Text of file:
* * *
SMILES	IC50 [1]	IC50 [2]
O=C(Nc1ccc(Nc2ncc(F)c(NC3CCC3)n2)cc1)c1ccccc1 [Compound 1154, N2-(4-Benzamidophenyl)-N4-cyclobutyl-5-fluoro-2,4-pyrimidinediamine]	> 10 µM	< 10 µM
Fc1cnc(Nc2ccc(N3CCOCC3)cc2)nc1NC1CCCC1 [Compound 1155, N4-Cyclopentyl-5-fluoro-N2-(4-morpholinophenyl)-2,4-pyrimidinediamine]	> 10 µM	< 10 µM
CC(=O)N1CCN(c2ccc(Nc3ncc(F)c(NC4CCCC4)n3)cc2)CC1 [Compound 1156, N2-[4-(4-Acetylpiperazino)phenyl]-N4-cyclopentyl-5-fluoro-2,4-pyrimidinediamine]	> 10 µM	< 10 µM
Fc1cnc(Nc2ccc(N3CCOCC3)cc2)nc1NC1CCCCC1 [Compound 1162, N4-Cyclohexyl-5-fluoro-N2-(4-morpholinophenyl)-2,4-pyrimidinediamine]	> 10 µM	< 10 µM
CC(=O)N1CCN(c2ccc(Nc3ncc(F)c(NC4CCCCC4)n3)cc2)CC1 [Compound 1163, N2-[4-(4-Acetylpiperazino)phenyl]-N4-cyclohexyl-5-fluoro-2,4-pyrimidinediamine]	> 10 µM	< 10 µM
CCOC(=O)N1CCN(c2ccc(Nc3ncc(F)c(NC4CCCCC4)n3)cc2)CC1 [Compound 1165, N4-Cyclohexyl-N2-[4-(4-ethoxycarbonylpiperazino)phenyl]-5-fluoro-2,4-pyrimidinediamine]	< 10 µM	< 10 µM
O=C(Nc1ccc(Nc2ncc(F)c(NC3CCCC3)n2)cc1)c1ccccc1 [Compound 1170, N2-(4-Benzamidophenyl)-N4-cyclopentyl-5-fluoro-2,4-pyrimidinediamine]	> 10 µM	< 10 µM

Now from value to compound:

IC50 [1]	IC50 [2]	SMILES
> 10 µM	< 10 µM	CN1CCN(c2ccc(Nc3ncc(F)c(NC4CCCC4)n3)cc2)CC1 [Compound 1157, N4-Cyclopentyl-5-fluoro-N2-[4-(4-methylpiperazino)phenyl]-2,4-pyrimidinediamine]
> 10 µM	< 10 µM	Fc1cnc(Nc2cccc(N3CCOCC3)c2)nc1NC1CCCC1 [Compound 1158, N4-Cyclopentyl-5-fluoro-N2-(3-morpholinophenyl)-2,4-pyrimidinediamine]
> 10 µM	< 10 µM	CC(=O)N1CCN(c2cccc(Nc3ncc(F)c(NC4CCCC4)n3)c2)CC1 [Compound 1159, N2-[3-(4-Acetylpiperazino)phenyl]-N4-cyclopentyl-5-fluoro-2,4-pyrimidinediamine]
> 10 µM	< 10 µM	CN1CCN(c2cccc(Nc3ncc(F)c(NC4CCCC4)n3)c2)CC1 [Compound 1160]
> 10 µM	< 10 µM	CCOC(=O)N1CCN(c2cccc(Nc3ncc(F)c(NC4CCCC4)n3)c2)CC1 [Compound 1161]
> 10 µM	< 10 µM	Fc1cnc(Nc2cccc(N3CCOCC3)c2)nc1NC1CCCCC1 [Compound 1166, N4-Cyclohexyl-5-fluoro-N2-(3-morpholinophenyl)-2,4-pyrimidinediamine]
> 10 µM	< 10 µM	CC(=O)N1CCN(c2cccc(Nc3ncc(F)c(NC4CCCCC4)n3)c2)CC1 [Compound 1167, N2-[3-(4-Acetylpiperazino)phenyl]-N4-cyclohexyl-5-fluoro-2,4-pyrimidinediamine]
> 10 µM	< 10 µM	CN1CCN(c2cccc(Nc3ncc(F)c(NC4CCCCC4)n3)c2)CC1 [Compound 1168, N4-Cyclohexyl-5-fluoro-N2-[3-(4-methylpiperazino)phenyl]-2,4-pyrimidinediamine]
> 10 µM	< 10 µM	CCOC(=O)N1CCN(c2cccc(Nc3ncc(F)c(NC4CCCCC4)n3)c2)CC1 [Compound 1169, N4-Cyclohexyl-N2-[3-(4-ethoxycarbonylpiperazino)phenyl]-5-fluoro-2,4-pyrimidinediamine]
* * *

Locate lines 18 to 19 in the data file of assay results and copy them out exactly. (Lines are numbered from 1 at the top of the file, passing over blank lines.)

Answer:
> 10 µM	< 10 µM	CN1CCN(c2cccc(Nc3ncc(F)c(NC4CCCCC4)n3)c2)CC1 [Compound 1168, N4-Cyclohexyl-5-fluoro-N2-[3-(4-methylpiperazino)phenyl]-2,4-pyrimidinediamine]
> 10 µM	< 10 µM	CCOC(=O)N1CCN(c2cccc(Nc3ncc(F)c(NC4CCCCC4)n3)c2)CC1 [Compound 1169, N4-Cyclohexyl-N2-[3-(4-ethoxycarbonylpiperazino)phenyl]-5-fluoro-2,4-pyrimidinediamine]